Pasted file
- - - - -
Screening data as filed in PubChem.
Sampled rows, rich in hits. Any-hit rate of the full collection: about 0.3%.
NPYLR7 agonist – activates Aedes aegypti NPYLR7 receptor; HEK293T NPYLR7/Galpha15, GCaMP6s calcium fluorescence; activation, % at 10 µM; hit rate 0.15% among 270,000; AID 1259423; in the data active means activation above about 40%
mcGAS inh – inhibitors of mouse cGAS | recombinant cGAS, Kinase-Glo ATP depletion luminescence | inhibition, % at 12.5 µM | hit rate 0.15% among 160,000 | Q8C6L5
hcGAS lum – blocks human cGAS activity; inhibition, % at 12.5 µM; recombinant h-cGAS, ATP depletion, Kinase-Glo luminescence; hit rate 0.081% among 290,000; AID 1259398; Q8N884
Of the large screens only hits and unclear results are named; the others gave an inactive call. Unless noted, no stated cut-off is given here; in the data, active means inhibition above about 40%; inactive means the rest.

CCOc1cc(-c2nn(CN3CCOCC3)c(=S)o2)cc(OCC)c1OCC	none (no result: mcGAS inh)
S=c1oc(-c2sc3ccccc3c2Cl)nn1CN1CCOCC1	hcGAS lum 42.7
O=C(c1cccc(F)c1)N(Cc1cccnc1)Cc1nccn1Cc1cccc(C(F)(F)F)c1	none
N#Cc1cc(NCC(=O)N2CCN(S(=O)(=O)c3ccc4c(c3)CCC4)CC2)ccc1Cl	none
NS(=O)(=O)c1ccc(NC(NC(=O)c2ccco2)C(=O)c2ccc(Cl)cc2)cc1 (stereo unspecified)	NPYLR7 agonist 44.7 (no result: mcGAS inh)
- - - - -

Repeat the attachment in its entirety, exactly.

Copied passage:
Screening data as filed in PubChem.
Sampled rows, rich in hits. Any-hit rate of the full collection: about 0.3%.
NPYLR7 agonist – activates Aedes aegypti NPYLR7 receptor; HEK293T NPYLR7/Galpha15, GCaMP6s calcium fluorescence; activation, % at 10 µM; hit rate 0.15% among 270,000; AID 1259423; in the data active means activation above about 40%
mcGAS inh – inhibitors of mouse cGAS | recombinant cGAS, Kinase-Glo ATP depletion luminescence | inhibition, % at 12.5 µM | hit rate 0.15% among 160,000 | Q8C6L5
hcGAS lum – blocks human cGAS activity; inhibition, % at 12.5 µM; recombinant h-cGAS, ATP depletion, Kinase-Glo luminescence; hit rate 0.081% among 290,000; AID 1259398; Q8N884
Of the large screens only hits and unclear results are named; the others gave an inactive call. Unless noted, no stated cut-off is given here; in the data, active means inhibition above about 40%; inactive means the rest.

CCOc1cc(-c2nn(CN3CCOCC3)c(=S)o2)cc(OCC)c1OCC	none (no result: mcGAS inh)
S=c1oc(-c2sc3ccccc3c2Cl)nn1CN1CCOCC1	hcGAS lum 42.7
O=C(c1cccc(F)c1)N(Cc1cccnc1)Cc1nccn1Cc1cccc(C(F)(F)F)c1	none
N#Cc1cc(NCC(=O)N2CCN(S(=O)(=O)c3ccc4c(c3)CCC4)CC2)ccc1Cl	none
NS(=O)(=O)c1ccc(NC(NC(=O)c2ccco2)C(=O)c2ccc(Cl)cc2)cc1 (stereo unspecified)	NPYLR7 agonist 44.7 (no result: mcGAS inh)